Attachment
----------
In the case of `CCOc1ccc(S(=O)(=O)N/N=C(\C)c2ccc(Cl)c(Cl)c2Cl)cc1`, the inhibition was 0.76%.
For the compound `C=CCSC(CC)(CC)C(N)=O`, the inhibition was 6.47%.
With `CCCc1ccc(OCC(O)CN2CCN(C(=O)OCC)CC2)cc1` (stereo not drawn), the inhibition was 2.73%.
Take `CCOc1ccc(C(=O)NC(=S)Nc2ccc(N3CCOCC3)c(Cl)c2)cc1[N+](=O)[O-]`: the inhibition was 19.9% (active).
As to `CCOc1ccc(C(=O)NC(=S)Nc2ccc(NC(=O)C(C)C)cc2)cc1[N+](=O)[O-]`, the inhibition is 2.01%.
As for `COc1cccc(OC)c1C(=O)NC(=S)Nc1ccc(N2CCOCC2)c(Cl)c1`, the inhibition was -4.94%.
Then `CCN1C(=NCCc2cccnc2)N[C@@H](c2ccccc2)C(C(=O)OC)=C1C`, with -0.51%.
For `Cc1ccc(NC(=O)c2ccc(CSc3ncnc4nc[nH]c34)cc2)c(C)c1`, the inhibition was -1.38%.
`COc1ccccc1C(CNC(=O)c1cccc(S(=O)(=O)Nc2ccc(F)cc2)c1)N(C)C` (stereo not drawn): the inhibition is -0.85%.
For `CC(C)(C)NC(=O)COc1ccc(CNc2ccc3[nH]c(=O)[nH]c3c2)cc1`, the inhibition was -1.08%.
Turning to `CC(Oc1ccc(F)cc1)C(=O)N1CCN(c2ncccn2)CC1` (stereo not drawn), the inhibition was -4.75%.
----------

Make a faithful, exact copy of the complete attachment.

In the case of `CCOc1ccc(S(=O)(=O)N/N=C(\C)c2ccc(Cl)c(Cl)c2Cl)cc1`, the inhibition was 0.76%.
For the compound `C=CCSC(CC)(CC)C(N)=O`, the inhibition was 6.47%.
With `CCCc1ccc(OCC(O)CN2CCN(C(=O)OCC)CC2)cc1` (stereo not drawn), the inhibition was 2.73%.
Take `CCOc1ccc(C(=O)NC(=S)Nc2ccc(N3CCOCC3)c(Cl)c2)cc1[N+](=O)[O-]`: the inhibition was 19.9% (active).
As to `CCOc1ccc(C(=O)NC(=S)Nc2ccc(NC(=O)C(C)C)cc2)cc1[N+](=O)[O-]`, the inhibition is 2.01%.
As for `COc1cccc(OC)c1C(=O)NC(=S)Nc1ccc(N2CCOCC2)c(Cl)c1`, the inhibition was -4.94%.
Then `CCN1C(=NCCc2cccnc2)N[C@@H](c2ccccc2)C(C(=O)OC)=C1C`, with -0.51%.
For `Cc1ccc(NC(=O)c2ccc(CSc3ncnc4nc[nH]c34)cc2)c(C)c1`, the inhibition was -1.38%.
`COc1ccccc1C(CNC(=O)c1cccc(S(=O)(=O)Nc2ccc(F)cc2)c1)N(C)C` (stereo not drawn): the inhibition is -0.85%.
For `CC(C)(C)NC(=O)COc1ccc(CNc2ccc3[nH]c(=O)[nH]c3c2)cc1`, the inhibition was -1.08%.
Turning to `CC(Oc1ccc(F)cc1)C(=O)N1CCN(c2ncccn2)CC1` (stereo not drawn), the inhibition was -4.75%.